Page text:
Shark Research & Conservation Program (SRC)

Dr Neil Hammerschlag doing shark research Dr Neil Hammerschlag tagging a shark
It's always Shark Week at the U!

The Rosenstiel School of Marine & Atmospheric Science has been home base for a myriad of research efforts since its conception in the 1940s, but one in particular is gaining national attention for its air-time on Discovery Channel’s 30th annual Shark Week. Led by alumnus Neil Hammerschlag, Ph.D. ‘10, the Shark Research & Conservation Program (SRC) conducts research on food-web dynamics and the behavioral ecology, conservation biology and movement ecology of marine predators.

On Sunday, July 23, millions of viewers tuned in to the much-anticipated “Phelps vs. Shark: Great Gold vs. Great White,” which went in-depth on the science behind speed. Dr. Hammerschlag helped to prepare 23-time Olympic gold medalist Michael Phelps, who was fitted to race with a specially-designed monofin to mimic that of a great white. Phelps, of course, was no match for the speed of a shark, but as Dr. Hammerschlag said in a Facebook Live session after the show, “The questions we were really trying to answer were ‘What makes Phelps the fastest man in the world?’ ‘What makes a shark the fastest swimmer in the ocean?’”

This was Dr. Hammerschlag’s second year participating in Shark Week – his previous shows, “Tiger Beach” and “Air Jaws: Night Stalker,” were based on his research on tiger sharks in the Bahamas and great whites in South Africa.

Dr. Hammerschlag believes the millions who watch Shark Week help facilitate conservation efforts because it feeds fascination and appreciation for sharks. “It also helps attract good students to UM that support our shark conservation research,” he said. Through research, outreach and citizen science, SRC aims to promote shark conservation and foster STEM academics in youth.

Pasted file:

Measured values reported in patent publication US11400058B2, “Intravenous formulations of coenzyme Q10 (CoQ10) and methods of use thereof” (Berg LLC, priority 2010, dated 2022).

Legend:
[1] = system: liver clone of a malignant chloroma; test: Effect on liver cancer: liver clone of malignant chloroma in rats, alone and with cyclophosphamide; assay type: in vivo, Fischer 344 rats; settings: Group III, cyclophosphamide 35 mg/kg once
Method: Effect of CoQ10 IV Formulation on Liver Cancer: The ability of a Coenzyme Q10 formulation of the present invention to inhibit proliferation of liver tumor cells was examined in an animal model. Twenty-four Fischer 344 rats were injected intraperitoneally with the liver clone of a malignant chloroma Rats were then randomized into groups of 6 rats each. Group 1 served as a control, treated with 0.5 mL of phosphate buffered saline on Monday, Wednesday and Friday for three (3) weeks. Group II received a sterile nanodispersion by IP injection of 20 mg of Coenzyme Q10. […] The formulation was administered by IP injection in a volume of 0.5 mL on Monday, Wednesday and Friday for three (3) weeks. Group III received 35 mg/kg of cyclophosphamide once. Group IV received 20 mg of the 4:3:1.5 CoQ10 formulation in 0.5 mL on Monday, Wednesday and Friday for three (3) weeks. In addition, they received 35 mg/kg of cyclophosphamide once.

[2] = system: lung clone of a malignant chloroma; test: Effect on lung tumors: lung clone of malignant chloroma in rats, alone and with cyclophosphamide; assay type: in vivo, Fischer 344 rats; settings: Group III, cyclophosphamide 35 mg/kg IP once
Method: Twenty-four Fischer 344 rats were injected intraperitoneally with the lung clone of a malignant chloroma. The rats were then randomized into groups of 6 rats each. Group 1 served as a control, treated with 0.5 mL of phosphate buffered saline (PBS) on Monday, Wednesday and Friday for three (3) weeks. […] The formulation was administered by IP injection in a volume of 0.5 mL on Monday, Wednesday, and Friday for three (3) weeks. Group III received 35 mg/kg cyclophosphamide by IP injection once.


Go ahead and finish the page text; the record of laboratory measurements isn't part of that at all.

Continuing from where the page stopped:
UM Shark Research Expedition with Malone University from Shark Conservation Research @ UM.

Between 2009 and 2015 the program brought in over 6,000 high school students from 40 countries to participate in shark research. In addition to field research, SRC even relies on online education tools, including virtual expeditions, which fully immerse students in online interactive shark tagging excursions, similar to a video game. Students who can’t be in Miami to actively participate especially gain from this innovation. “There is nothing more satisfying than helping to create positive change whether it is through science or inspiring the next generation of ocean ambassadors,” Dr. Hammerschlag said.

“For me, going out there every day, collecting data, asking questions and trying to figure out the answers is what really inspires me.”

Want to know more than what you see on Shark Week? Visit SRC online to learn more about the factors that make the white shark the ocean's top predator. Check out published research on white sharks and their predator prey interactions with fur seals here

To learn more about SRC and find out how you can get involved and participate, click here.